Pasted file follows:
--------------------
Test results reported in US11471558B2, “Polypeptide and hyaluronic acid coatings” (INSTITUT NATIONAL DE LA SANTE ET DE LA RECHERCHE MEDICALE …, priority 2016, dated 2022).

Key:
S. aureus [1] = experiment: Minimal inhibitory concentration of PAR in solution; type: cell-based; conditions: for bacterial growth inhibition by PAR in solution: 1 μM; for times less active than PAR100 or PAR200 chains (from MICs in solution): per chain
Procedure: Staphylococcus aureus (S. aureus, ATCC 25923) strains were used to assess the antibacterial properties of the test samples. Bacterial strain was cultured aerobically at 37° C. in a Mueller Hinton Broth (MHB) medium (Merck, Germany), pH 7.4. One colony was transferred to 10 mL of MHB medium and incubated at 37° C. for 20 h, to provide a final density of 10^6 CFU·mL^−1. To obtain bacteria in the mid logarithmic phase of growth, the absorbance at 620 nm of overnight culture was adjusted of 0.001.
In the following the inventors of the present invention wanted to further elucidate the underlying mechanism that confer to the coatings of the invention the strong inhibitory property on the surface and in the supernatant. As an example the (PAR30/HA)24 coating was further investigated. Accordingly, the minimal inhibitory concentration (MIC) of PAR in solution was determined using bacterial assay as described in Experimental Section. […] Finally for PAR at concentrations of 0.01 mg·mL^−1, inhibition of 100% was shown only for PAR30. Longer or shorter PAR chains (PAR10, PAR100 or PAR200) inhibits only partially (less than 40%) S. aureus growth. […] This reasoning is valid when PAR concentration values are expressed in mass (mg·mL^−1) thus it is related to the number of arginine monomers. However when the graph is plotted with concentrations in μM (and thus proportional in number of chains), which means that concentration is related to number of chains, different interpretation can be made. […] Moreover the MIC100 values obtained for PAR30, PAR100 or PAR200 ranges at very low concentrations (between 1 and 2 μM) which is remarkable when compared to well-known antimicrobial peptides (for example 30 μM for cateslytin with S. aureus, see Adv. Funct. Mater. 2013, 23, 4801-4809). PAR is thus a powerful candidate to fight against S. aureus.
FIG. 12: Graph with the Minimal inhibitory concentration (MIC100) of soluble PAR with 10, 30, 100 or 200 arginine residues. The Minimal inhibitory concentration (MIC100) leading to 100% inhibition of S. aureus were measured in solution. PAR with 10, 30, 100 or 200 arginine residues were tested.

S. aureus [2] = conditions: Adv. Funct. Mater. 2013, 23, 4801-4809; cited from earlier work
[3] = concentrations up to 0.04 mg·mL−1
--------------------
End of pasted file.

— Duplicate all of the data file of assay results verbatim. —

Test results reported in US11471558B2, “Polypeptide and hyaluronic acid coatings” (INSTITUT NATIONAL DE LA SANTE ET DE LA RECHERCHE MEDICALE …, priority 2016, dated 2022).

Key:
S. aureus [1] = experiment: Minimal inhibitory concentration of PAR in solution; type: cell-based; conditions: for bacterial growth inhibition by PAR in solution: 1 μM; for times less active than PAR100 or PAR200 chains (from MICs in solution): per chain
Procedure: Staphylococcus aureus (S. aureus, ATCC 25923) strains were used to assess the antibacterial properties of the test samples. Bacterial strain was cultured aerobically at 37° C. in a Mueller Hinton Broth (MHB) medium (Merck, Germany), pH 7.4. One colony was transferred to 10 mL of MHB medium and incubated at 37° C. for 20 h, to provide a final density of 10^6 CFU·mL^−1. To obtain bacteria in the mid logarithmic phase of growth, the absorbance at 620 nm of overnight culture was adjusted of 0.001.
In the following the inventors of the present invention wanted to further elucidate the underlying mechanism that confer to the coatings of the invention the strong inhibitory property on the surface and in the supernatant. As an example the (PAR30/HA)24 coating was further investigated. Accordingly, the minimal inhibitory concentration (MIC) of PAR in solution was determined using bacterial assay as described in Experimental Section. […] Finally for PAR at concentrations of 0.01 mg·mL^−1, inhibition of 100% was shown only for PAR30. Longer or shorter PAR chains (PAR10, PAR100 or PAR200) inhibits only partially (less than 40%) S. aureus growth. […] This reasoning is valid when PAR concentration values are expressed in mass (mg·mL^−1) thus it is related to the number of arginine monomers. However when the graph is plotted with concentrations in μM (and thus proportional in number of chains), which means that concentration is related to number of chains, different interpretation can be made. […] Moreover the MIC100 values obtained for PAR30, PAR100 or PAR200 ranges at very low concentrations (between 1 and 2 μM) which is remarkable when compared to well-known antimicrobial peptides (for example 30 μM for cateslytin with S. aureus, see Adv. Funct. Mater. 2013, 23, 4801-4809). PAR is thus a powerful candidate to fight against S. aureus.
FIG. 12: Graph with the Minimal inhibitory concentration (MIC100) of soluble PAR with 10, 30, 100 or 200 arginine residues. The Minimal inhibitory concentration (MIC100) leading to 100% inhibition of S. aureus were measured in solution. PAR with 10, 30, 100 or 200 arginine residues were tested.

S. aureus [2] = conditions: Adv. Funct. Mater. 2013, 23, 4801-4809; cited from earlier work
[3] = concentrations up to 0.04 mg·mL−1